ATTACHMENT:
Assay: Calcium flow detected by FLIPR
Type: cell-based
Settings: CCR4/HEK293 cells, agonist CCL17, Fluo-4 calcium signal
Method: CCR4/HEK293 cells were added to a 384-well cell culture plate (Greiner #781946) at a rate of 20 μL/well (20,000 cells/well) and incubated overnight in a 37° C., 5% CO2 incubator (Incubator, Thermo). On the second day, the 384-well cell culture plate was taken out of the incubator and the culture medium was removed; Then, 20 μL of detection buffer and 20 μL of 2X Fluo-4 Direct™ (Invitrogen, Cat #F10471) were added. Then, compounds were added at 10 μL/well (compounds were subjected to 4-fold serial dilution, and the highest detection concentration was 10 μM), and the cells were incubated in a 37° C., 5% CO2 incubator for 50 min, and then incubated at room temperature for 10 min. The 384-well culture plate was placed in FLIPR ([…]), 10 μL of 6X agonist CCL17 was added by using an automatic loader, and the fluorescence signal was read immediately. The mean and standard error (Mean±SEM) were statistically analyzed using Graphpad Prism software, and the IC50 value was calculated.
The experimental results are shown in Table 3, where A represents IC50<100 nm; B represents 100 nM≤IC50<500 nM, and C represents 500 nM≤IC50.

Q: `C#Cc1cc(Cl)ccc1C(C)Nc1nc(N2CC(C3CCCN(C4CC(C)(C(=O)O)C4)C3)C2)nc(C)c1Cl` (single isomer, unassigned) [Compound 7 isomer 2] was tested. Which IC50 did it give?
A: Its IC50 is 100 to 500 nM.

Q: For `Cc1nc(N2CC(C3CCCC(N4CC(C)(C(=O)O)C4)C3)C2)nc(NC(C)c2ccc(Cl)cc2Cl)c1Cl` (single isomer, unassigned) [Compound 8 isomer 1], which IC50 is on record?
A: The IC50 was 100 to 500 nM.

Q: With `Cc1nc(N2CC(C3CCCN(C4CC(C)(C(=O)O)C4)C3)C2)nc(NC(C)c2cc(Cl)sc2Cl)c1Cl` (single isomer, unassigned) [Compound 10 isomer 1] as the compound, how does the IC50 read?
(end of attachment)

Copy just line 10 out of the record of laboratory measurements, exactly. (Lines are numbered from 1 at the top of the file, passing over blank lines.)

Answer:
Q: With `Cc1nc(N2CC(C3CCCN(C4CC(C)(C(=O)O)C4)C3)C2)nc(NC(C)c2cc(Cl)sc2Cl)c1Cl` (single isomer, unassigned) [Compound 10 isomer 1] as the compound, how does the IC50 read?